When I was a freshman at the Academy of the Holy Cross, our French teacher Mademoiselle Karen presented us with an exciting project. We would each write letters to a student overseas, forcing us to practice both our penmanship and our emerging language skills.
I was so happy to receive a letter in the mail several weeks later. It was from a young man named Etienne in a small town near Lyon. His stationery was thin blue onion skin, the penmanship was feathery and full of flourishes. Fortunately his letter was half English, half French. His English, predictably, was far superior to any of my childish attempts at his language.
Ever since then, I’ve always been thrilled to get a letter addressed to me, especially if it includes postmarks and stamps from some far-away destination. Friends away on vacation, relatives in Ireland. I love sending and receiving tourist postcards from some sunny shore.
When my kids were away at scout camp, or a class retreat, I would open their letters, full of longing and gratitude. To be clear, I would be full of longing and gratitude, not their letters necessarily.
Getting Past the Junk
These days our mailboxes are full of unrequested catalogs, utility bills, and mail we think of as “Junk.” But how often do we ever receive a lovely, handwritten piece of personal correspondence? A happy surprise that often arrives slowly? Now, we call missives that come to us in the time-tested way “Snail Mail,” to distinguish them from any form of immediate communication that has led to a general impatience.
Our Postal Service needs us. This current coronavirus crisis has decimated its budget and it is in danger of going bankrupt. Plus, the Trump is actively trying to undermine the post office in advance of the election, worried about the impact of mail-in ballots.
Beyond signing petitions and putting up yard signs, we can take other steps to save the post office and the sanctity of our elections. Can we even imagine a world without mail carriers? Without stamps?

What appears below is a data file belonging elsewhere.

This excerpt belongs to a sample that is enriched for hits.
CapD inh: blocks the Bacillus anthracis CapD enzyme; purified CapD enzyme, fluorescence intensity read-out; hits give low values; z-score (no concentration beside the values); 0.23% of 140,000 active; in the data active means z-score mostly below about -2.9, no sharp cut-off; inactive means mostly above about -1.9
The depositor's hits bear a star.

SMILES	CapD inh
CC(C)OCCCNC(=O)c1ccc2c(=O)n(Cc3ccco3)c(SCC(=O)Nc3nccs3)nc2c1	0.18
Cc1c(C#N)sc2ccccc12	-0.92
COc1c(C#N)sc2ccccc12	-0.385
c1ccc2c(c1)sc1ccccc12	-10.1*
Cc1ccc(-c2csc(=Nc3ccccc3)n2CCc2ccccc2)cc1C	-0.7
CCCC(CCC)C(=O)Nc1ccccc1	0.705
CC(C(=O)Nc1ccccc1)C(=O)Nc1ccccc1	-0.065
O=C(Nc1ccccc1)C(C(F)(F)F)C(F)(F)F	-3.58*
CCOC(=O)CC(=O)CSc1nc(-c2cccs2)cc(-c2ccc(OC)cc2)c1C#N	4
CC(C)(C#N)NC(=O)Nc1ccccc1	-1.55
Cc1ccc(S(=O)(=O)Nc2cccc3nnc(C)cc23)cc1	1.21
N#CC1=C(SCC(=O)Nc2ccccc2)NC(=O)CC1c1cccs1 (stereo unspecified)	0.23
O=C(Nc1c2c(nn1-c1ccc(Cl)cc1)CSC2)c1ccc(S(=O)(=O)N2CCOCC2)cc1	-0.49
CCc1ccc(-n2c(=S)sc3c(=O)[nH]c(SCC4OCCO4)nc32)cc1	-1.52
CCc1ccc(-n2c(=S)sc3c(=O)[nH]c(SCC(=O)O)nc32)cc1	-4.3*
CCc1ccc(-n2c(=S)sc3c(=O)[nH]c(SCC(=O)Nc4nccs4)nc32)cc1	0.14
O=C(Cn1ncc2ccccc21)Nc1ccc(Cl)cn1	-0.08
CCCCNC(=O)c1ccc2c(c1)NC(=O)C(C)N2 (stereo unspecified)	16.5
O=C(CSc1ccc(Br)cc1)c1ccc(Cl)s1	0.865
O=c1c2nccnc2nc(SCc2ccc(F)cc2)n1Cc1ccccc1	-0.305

Oh my gosh the stamps! If you go on the USPS website you can purchase gorgeous stamps. A series on our National Parks. A Black Heritage portrait of Gwen Ifill! A series of music icons, like Marvin Gaye! John Lennon. I have sheets of Janis Joplin, Jimi Hendrix, and Johnny Cash just sitting in my office, asking to go on a journey! Campaigns are encouraging us to buy stamps to help the post office get through this dire time.
We have an idea to add to that one. Let’s write each other beautiful letters, and shoot photos and post them on Facebook, using the #SaveUSPS and #buystamps hashtags. Let’s write to friends and family. Let’s meet new NextTribe penpals, maybe someone we don’t know already.
We can take it a step farther and write to shut ins who may not have anyone to correspond with: Older neighbors, people in retirement homes. Or maybe someone who is recovering from the virus. If you need some encouragement, our good friend Courtney Santana is spearheading a letter-writing effort to survivors, seniors, and first responders.
Or you can send me an email to email@example.com and I’ll match you up with a NextTriber friend who wants to correspond.